In #SecondhandSeptember, diversify your shopping habits …
Hands up anyone who conducted a lockdown clear-out of their wardrobe and vowed, from this godforsaken year onwards, to shop more sensibly and sustainably? To invest in one quality piece you really love over five not-quite-right impulse buys? To be more realistic about what you wear in your real life, as opposed to the one in your head? Yep, me too – and by and large, I’ve stuck to it. (Not going into a shop for four months helped.)
Vintage shop Noble Daughters on Portobello Road, London
It’s not just the enforced reset of the pandemic: the fashion industry has been examining its conscience for some time now, as consumers look to change their buying habits and everyone from small labels to high street behemoths become more answerable on sustainability. This movement towards a more ethical approach to fashion is the impetus behind Second Hand September, an initiative launched by Oxfam at the weekend and pioneered by stylist Bay Garnett. The simple idea is that for one month, people pledge to buy only second-hand clothes, thereby reducing the environmental impact of an endless cycle of mass production and mass disposal of unwanted garments. Garnett, an influential figure in UK fashion, has long been a champion of “thrifting” – famously, the banana-print top she found in a New York flea market inspired an entire Chloé collection in 2001 – and has always mixed her finds with contemporary pieces. For this year’s campaign, the second, she has teamed up with Selfridges to launch a pop-up shop on the legendary store’s designer floor (opening next Monday 7 September – expect socially distanced stampedes), selling only second-hand pieces, personally selected by Garnett from Oxfam’s warehouses, at charity-shop prices. Were that not buzz enough, the campaign is fronted by Michaela Coel, creator and star of this summer’s second-most-talked-about TV show, I May Destroy You.
Michaela Coel photographed by Tom Craig
For all its laudable aims and serious intent, the SHS initiative also has the happy side effect of encouraging shoppers to venture beyond their usual haunts – something we’ve all grown used to in recent months. My lockdown fashion fix was scrolling through the Instagram feed of Noble Daughters, an online vintage retailer based on London’s Portobello Road, to see what gems had come online and that I might wear if I ever left my house again. Founded by Edel Kelly, a Cavan native with a brilliant eye, Noble Daughters stocks an eclectic mix of pieces from exquisite 1930s embroidered gowns to more everyday-suited silk blouses and print dresses from the 1970s and 1980s. After moving to London to study fashion, Kelly ended up selling vintage clothing at a local antiques store, eventually going out on her own to set up Noble Daughters earlier this year. “In the beginning, the inspiration was mainly a huge passion for beautiful design and vintage clothing. And perhaps what I saw as a slight gap in the market at the time, for wearable vintage which could easily slip into women’s wardrobes and work alongside contemporary pieces.”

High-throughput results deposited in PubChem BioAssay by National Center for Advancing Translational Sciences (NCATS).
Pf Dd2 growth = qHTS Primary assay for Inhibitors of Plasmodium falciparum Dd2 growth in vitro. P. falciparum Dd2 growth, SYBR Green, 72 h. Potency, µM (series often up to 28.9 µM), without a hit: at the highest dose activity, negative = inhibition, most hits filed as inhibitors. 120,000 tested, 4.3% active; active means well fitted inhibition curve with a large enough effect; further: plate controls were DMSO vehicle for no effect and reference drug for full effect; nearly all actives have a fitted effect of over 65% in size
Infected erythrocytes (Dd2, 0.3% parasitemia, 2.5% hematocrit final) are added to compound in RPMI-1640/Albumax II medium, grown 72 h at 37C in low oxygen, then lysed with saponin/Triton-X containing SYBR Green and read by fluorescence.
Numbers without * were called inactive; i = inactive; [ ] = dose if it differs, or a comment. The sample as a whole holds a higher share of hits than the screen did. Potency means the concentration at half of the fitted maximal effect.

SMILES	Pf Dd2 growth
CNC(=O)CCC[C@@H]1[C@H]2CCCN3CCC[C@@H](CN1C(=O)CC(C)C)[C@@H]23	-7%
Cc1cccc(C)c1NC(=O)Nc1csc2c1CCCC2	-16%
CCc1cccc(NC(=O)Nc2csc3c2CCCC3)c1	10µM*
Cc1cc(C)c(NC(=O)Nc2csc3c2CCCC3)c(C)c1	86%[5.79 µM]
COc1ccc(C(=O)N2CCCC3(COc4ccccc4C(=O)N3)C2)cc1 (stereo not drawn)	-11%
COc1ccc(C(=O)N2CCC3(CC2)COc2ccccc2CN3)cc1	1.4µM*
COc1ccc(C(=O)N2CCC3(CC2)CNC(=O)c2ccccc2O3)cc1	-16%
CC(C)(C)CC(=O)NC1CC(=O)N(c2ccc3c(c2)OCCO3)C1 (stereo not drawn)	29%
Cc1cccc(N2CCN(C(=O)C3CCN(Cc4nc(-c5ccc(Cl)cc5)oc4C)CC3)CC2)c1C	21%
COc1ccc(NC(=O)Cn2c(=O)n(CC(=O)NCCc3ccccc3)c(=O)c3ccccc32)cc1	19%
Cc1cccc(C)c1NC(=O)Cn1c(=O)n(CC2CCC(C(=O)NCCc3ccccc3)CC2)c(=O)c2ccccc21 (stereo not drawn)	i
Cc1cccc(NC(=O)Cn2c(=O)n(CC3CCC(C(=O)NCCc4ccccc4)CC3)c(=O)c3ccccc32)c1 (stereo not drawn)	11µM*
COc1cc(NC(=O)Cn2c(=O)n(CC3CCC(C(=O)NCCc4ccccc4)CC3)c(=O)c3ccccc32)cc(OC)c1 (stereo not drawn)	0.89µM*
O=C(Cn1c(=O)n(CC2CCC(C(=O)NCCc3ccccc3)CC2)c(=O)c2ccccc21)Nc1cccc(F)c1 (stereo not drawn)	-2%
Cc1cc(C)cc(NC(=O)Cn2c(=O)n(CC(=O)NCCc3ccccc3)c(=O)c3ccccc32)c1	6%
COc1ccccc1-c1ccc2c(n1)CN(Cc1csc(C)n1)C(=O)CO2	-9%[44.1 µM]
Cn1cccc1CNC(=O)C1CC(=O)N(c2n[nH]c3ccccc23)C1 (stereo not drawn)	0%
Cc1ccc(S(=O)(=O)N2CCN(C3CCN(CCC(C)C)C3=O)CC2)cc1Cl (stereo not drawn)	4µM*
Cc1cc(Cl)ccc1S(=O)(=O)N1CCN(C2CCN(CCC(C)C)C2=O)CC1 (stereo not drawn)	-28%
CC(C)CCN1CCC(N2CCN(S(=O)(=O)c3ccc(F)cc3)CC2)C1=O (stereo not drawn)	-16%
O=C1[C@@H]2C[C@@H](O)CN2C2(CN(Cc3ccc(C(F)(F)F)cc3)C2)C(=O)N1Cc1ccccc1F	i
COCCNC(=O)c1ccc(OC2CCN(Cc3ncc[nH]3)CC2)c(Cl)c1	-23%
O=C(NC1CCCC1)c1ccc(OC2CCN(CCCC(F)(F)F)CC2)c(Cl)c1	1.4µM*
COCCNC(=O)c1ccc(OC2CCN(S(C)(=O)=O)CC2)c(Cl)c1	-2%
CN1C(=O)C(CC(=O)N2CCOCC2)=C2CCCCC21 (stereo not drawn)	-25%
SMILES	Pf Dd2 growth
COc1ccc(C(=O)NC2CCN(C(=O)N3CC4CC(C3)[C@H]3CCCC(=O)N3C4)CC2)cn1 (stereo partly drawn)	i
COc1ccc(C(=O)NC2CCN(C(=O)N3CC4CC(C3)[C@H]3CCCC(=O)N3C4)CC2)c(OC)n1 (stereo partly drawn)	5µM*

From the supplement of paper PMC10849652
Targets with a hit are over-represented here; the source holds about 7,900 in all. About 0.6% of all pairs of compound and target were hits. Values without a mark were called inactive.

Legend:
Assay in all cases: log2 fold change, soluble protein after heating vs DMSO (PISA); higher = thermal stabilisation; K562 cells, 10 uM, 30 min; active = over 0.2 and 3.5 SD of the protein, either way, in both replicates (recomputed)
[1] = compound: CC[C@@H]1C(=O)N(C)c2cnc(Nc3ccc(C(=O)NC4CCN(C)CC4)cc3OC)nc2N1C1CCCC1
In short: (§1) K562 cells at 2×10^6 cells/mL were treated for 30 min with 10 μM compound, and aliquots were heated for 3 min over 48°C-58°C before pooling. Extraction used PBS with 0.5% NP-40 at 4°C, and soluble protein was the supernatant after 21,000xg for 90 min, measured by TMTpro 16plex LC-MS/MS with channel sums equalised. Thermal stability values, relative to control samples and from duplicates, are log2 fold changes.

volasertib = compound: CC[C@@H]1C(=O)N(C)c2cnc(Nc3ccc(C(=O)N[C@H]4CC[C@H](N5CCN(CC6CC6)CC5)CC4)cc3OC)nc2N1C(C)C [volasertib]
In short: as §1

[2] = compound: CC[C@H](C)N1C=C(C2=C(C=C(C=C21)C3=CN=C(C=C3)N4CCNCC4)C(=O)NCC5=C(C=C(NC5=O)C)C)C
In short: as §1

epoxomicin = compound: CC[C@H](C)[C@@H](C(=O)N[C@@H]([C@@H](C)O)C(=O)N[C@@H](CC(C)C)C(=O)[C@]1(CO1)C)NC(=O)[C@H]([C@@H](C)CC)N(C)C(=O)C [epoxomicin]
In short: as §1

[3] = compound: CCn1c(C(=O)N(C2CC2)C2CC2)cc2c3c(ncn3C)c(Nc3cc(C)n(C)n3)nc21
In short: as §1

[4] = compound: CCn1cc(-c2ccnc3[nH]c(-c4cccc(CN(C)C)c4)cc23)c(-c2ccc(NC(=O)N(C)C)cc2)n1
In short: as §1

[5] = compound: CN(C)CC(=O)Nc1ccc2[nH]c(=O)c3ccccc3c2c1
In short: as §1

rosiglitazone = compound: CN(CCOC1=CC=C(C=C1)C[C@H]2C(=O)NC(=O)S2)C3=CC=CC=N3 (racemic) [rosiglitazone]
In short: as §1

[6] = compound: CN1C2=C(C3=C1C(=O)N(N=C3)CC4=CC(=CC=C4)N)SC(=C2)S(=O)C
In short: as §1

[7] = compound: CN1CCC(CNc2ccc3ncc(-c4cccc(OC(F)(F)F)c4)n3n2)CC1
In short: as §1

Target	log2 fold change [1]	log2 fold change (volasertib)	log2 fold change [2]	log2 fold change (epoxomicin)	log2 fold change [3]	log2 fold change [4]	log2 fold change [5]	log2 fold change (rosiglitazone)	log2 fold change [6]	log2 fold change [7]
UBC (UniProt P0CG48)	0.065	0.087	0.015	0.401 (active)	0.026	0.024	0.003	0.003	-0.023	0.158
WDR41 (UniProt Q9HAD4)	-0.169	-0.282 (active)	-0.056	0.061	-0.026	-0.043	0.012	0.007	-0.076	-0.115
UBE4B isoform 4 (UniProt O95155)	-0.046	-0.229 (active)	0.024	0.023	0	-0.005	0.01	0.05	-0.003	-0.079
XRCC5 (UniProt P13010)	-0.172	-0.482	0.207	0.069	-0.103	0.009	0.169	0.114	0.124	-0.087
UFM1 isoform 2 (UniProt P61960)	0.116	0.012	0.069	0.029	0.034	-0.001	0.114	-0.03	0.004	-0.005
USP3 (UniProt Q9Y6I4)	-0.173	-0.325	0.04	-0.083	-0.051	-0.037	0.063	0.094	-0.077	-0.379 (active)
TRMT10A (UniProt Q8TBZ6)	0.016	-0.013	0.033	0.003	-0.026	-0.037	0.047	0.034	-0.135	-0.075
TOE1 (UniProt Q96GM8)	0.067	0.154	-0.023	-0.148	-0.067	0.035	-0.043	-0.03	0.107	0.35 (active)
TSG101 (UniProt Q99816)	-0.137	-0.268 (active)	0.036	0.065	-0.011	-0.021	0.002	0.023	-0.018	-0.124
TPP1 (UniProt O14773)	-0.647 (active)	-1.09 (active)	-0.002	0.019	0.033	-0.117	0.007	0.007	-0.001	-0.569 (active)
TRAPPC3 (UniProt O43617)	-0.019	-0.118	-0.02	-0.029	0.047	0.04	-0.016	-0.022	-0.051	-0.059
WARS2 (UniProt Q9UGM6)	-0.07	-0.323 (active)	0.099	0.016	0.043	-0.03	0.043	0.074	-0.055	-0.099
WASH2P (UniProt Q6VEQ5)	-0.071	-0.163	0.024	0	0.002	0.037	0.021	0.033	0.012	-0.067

Until Covid changed everything, Kelly sourced much of her stock on buying trips to France, Belgium and Hungary, but has found that markets and fairs around the UK have more than filled the gap. Her best find this year was a “a vintage silk Saint Laurent ruffle blouse in immaculate condition”, and she does around two stock drops a month, with 15-20 pieces in each. Prices start from around £40stg for a top or skirt from a more recent era, and she ships internationally (and thanks to family and friends, already has “a solid little customer base in Ireland”). Kelly is also her own best advertisement, dressing almost exclusively in vintage with occasional basics from M&S and second-hand designer pieces from ebay and Vestiaire to fill gaps in her wardrobe. Her advice to newcomers looking for that perfect pre-loved piece? “If you don’t like the less glamorous side of the vintage hunt (the very early mornings at markets, often sifting through mounds of clothes in the rain!) then trawl through Instagram and Etsy to browse sellers who have more curated selections.”
Partly thanks to people like Kelly doing all the hard work, I’m excited about Second Hand September, but I’m also looking forward to shopping for a new pair of boots come October. As with all things, it’s about balance. Shops and designers need our support more than ever, but if there’s a way of squaring our conscience with consumption – and finding some lovely original pieces along the way – then why not take it?
Main featured image: Bay Garnett photographed by Tom Craig
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